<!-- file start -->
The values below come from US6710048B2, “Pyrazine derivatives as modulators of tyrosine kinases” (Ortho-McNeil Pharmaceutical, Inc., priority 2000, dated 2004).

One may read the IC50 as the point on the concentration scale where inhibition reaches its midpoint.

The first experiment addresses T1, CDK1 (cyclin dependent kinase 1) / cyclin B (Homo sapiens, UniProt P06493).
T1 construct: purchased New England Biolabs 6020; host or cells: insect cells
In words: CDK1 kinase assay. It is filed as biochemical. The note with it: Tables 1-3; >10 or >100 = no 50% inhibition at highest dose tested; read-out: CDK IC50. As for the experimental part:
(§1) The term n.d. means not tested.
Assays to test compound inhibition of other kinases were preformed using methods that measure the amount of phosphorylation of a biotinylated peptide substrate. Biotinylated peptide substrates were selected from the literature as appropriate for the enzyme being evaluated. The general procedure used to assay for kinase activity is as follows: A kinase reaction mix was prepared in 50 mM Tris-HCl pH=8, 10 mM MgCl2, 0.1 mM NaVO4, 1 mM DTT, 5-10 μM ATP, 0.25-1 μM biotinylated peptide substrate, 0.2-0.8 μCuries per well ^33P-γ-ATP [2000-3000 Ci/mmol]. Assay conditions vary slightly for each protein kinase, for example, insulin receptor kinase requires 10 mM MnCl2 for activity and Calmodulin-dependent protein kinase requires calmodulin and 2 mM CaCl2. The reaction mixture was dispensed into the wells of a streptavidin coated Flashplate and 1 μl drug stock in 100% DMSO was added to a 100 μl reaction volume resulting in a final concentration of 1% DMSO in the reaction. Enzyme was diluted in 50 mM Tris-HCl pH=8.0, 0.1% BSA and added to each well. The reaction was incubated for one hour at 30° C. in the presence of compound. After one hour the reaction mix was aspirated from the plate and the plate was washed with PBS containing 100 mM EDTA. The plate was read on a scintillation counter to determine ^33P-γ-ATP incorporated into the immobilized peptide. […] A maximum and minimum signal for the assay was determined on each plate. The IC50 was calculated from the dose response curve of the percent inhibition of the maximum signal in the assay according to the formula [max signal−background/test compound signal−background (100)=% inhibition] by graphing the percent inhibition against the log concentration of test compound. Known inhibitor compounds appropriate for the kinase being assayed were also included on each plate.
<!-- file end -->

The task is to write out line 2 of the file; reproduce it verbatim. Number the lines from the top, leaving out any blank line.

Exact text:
One may read the IC50 as the point on the concentration scale where inhibition reaches its midpoint.